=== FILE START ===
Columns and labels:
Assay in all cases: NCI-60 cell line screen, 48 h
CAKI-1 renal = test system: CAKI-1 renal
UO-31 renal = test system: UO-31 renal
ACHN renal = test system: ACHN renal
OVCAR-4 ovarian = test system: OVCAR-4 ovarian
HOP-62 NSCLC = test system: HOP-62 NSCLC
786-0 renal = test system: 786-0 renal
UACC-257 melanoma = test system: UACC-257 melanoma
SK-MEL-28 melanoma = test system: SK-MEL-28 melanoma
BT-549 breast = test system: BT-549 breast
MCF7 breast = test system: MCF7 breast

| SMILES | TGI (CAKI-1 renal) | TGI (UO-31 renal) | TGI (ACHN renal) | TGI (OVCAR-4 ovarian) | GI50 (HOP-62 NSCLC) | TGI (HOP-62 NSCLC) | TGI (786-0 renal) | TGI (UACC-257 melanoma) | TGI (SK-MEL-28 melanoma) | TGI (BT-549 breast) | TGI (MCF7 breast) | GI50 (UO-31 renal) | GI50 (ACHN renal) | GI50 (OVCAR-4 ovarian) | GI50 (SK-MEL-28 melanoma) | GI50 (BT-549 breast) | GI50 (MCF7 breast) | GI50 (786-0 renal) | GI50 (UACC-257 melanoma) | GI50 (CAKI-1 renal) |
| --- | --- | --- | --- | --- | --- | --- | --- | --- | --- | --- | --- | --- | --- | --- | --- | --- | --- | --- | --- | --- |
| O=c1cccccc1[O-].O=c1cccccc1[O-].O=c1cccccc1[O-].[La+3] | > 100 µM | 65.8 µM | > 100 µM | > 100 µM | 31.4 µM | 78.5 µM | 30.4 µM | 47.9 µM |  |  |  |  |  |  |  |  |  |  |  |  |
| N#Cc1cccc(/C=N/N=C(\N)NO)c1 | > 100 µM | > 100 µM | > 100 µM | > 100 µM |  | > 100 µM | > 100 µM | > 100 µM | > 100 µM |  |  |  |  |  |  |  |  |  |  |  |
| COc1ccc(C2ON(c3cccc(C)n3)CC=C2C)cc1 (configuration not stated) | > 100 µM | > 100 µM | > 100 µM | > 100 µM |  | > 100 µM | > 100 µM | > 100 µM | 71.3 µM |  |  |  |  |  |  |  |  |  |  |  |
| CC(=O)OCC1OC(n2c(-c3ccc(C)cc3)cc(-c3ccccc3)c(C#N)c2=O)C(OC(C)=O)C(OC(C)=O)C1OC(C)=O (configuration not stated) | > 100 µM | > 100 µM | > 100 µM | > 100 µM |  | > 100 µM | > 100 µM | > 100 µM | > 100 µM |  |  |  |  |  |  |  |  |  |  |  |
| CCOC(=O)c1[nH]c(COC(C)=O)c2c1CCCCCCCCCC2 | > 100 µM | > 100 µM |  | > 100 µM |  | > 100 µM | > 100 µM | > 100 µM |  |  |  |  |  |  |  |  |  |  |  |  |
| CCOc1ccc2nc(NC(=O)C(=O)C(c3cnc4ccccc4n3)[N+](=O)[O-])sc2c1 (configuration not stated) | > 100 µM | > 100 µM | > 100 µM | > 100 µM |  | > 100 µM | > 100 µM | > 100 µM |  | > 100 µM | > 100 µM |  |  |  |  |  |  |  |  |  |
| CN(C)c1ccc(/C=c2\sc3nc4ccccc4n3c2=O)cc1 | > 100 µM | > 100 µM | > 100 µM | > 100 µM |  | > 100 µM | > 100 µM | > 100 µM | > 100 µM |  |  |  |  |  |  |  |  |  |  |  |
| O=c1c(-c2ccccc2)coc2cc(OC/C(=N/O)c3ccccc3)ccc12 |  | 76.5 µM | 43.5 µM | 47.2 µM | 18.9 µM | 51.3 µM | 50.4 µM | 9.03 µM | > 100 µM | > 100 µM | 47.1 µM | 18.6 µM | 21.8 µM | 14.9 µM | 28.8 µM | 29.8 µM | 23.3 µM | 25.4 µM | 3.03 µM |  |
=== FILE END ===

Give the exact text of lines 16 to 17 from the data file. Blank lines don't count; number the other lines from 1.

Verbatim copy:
| N#Cc1cccc(/C=N/N=C(\N)NO)c1 | > 100 µM | > 100 µM | > 100 µM | > 100 µM |  | > 100 µM | > 100 µM | > 100 µM | > 100 µM |  |  |  |  |  |  |  |  |  |  |  |
| COc1ccc(C2ON(c3cccc(C)n3)CC=C2C)cc1 (configuration not stated) | > 100 µM | > 100 µM | > 100 µM | > 100 µM |  | > 100 µM | > 100 µM | > 100 µM | 71.3 µM |  |  |  |  |  |  |  |  |  |  |  |